Treestands were developed to serve several simple roles - namely, to provide the hunter more visibility, while keeping the hunter out of a deer’s direct line of sight, as well as keeping the human scent above the deer’s nose. As simple as these goals are, not just any stand will work for all situations. To help you get the right perch for your hunt and to ensure your hunt is fun and - most importantly - safe, here are a few things you should consider before buying a treestand.
Where are you hunting?
The first thing to consider when selecting a treestand is the terrain you will be hunting in. A heavily wooded area that has straight trees with few limbs can accommodate almost any stand. But what about heavily branched, river bottom trees? Or how about the Texas brush country where a cactus is the tallest "tree" around? It is easy to see how terrain can dictate what kind of stand is appropriate.
Aside from the differences in terrain, many hunters have to haul their stand into their favorite spot. In this case, treestand weight is a concern. On the other hand, some hunters can drive right to their chosen site, and weight is not much of a factor. Let’s look at a few models and determine which may work best for your needs.
Lock-on or Hang-on
Lock-on or hang-on treestands are one of the most versatile and most popular stands available. One of the main reasons is that a lock-on stand can be used in many different types of trees. They will work in trees with multiple limbs and with large diameter trunks. In addition to their versatility, bowhunters find the lock-on stands very quiet, a necessity when animals are close. They’re quiet because they secure tightly to a tree and don’t shift or move under a hunter’s weight, decreasing untimely game-spooking clanks or groans that set deer on a dead run to the next county.
Lock-on styles are also popular because of their light weight. Many companies offer basic lock-on stands under 20 pounds. For hunters hiking to their favorite spot, weight is definitely an issue. Fortunately, many lock-on stands have backpack-type straps that make transporting them a lot easier. But many of these "basic" models are just that - basic. Those in the 10-13-pound range have relatively small seats with little or no padding and a platform just big enough for your feet. This can make an all-day hunt not as comfortable as it could be. However, for situations that require a light stand, these models are still the best option.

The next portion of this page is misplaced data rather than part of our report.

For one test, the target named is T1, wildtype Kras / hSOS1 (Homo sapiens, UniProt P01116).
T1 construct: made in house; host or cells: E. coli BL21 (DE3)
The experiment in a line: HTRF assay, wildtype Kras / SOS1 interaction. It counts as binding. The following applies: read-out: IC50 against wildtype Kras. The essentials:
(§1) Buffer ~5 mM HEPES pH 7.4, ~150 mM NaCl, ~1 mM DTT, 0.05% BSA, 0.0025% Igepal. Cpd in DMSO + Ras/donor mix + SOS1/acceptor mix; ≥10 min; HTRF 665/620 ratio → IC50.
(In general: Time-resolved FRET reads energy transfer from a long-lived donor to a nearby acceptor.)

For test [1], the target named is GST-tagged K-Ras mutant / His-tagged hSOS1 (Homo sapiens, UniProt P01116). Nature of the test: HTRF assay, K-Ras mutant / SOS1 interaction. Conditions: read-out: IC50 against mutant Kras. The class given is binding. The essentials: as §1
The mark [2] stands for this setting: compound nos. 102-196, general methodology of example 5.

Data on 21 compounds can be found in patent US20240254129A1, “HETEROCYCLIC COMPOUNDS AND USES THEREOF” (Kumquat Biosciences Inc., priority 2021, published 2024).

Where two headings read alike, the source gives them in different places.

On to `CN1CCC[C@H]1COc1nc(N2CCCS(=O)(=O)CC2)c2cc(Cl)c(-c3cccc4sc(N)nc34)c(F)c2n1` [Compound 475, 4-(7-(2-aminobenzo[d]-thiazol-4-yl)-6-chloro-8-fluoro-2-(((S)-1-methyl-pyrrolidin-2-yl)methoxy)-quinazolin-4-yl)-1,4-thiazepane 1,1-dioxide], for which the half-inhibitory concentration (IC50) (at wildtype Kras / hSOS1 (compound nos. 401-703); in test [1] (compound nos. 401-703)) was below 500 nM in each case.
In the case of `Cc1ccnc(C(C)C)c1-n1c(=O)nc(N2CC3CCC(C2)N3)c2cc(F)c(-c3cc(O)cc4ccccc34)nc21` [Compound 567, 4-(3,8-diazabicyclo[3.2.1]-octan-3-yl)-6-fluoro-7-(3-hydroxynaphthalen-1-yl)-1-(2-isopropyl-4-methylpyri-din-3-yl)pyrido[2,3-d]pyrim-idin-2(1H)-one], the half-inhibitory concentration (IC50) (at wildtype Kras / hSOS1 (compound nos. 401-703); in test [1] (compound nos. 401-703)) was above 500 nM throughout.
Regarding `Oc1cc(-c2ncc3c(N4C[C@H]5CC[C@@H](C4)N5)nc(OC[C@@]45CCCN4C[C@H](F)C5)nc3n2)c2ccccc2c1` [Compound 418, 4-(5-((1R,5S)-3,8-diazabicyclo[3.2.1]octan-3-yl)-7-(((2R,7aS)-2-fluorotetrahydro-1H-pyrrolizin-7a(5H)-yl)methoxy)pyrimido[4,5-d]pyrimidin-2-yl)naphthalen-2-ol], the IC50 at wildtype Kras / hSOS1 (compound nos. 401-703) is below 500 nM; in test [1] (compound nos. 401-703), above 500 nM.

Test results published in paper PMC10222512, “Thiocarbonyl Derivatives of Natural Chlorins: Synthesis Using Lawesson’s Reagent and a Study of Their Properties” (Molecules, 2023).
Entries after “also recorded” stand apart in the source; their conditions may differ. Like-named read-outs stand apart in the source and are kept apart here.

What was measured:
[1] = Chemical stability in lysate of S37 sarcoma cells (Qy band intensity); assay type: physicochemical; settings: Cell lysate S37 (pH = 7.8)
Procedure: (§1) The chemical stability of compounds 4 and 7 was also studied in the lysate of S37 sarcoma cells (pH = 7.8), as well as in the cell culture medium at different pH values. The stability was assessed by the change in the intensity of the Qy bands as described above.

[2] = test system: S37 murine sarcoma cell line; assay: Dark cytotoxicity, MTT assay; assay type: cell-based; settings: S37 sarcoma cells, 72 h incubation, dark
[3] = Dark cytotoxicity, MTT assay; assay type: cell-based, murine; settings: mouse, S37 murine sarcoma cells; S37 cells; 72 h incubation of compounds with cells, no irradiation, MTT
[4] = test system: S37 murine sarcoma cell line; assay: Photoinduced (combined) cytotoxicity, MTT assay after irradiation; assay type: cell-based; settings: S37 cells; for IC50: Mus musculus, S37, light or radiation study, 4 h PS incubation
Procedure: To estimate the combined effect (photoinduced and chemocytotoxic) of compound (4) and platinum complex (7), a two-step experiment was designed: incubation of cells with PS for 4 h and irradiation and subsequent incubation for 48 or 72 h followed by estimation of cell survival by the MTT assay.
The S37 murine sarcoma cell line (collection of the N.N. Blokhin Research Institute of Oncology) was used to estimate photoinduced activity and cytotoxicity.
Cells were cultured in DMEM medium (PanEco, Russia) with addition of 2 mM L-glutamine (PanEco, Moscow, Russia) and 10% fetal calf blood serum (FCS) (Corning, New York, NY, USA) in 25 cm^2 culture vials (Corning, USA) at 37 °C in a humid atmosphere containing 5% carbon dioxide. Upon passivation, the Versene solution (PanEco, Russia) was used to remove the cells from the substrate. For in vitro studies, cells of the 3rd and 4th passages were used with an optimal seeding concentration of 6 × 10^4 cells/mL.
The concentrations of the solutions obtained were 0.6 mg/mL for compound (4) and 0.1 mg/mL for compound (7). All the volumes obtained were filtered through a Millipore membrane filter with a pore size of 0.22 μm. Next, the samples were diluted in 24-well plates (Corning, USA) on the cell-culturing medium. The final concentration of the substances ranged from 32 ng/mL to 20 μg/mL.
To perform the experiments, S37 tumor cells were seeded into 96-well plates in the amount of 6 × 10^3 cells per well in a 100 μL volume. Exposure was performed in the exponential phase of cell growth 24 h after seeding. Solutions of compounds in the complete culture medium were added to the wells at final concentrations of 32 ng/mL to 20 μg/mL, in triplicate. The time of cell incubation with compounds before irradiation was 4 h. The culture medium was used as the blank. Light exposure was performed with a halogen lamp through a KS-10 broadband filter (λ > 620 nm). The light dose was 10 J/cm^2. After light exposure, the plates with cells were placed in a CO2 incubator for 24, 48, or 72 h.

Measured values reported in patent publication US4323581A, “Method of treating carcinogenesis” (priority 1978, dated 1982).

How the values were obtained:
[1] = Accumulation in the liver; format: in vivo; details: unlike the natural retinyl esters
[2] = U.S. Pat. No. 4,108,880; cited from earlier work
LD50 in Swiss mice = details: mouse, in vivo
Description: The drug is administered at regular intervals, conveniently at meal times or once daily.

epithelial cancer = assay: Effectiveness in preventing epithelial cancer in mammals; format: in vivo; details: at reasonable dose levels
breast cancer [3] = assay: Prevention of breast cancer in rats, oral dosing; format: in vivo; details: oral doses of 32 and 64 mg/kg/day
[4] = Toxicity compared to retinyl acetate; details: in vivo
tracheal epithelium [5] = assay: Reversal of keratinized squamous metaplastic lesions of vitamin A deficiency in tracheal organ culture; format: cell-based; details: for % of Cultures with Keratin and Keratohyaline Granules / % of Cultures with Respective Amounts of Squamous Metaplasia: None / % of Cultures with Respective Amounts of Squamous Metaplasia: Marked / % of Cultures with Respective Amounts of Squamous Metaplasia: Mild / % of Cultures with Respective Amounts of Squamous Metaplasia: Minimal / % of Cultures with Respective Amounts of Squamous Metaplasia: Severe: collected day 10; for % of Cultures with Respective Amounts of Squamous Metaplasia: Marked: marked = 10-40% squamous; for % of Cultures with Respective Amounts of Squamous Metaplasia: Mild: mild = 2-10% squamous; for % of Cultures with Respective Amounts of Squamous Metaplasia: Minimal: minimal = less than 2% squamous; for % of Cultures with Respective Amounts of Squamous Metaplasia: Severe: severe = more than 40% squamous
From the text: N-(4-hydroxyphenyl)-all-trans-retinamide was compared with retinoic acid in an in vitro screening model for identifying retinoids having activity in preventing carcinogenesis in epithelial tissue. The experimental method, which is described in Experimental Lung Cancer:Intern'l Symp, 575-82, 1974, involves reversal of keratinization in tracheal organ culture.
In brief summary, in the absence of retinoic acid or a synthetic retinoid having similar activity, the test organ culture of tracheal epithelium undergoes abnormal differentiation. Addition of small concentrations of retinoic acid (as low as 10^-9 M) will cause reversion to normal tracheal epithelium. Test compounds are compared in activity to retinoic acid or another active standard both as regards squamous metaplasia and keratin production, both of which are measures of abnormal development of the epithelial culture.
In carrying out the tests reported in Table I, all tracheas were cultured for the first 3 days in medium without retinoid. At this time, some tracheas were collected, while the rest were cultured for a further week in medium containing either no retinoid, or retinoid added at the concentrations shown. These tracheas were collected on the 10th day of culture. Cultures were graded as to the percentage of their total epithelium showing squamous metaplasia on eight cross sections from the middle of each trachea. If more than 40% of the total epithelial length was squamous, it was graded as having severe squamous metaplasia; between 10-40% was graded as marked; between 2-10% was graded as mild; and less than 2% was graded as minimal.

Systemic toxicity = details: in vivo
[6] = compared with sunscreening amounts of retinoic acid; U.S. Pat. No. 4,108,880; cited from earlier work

When a stand is placed in a permanent position for all-day use, a larger, more comfortable model can be used. A cushioned seat with a padded backrest makes the day much more enjoyable. In addition to padding, a large platform will make you more comfortable and will allow you to get into a good, stable position to take a steady shot. Another good idea is an optional footrest. A footrest is a great way to minimize fatigue, allowing blood to circulate freely through your legs so they won’t fall asleep or get cold while sitting. All these features add up to make a long day up in the tree much more comfortable.
Since lock-ons don’t have a built-in climbing function, tree steps or climbing sticks are needed to achieve your desired height. Tree steps are relatively easy to install, quiet and can be carried with you when packing in. Some public hunting areas restrict the use of screw-in type steps, so tie-on steps or climbing sticks must be used.
Some hunters like to hunt one area in the morning, another in the afternoon and another in the evening. With a single lock-on stand, this becomes impractical unless it is designed to be used with multiple hanging brackets. Anohter solution would be multiple stands in different locations or the use of a climber if the terrain permits.
Climbing stands are an ever-popular stand among hunters who want immediate mobility both on trees and between hunting sites, while not being hassled with screw-in steps or portable ladders.
The climbing function is made possible by the two-piece chair and platform design. With the platform and chair secured around the tree, simply raise the upper portion, put your weight on it and draw your legs upward with your feet then "lock" the lower platform, into the tree with your body weight and repeat the process - basically "inch worming" your way up the tree.
While climbers do have some advantages over other stands, before you run out to buy one, consider your terrain you will be hunting in. To use a climber effectively, it is extremely important the trees in your hunting terrain have no large low-level limbs. Limbs on the lower levels of the trunk make climbing impossible. If your hunting area has huge cottonwood or oak trees, you might not be able to wrap the climbing cable or strap around the tree, making it impossible to use a climber. But if your terrain allows a climber, they are a quick, simple way to hunt from a tree .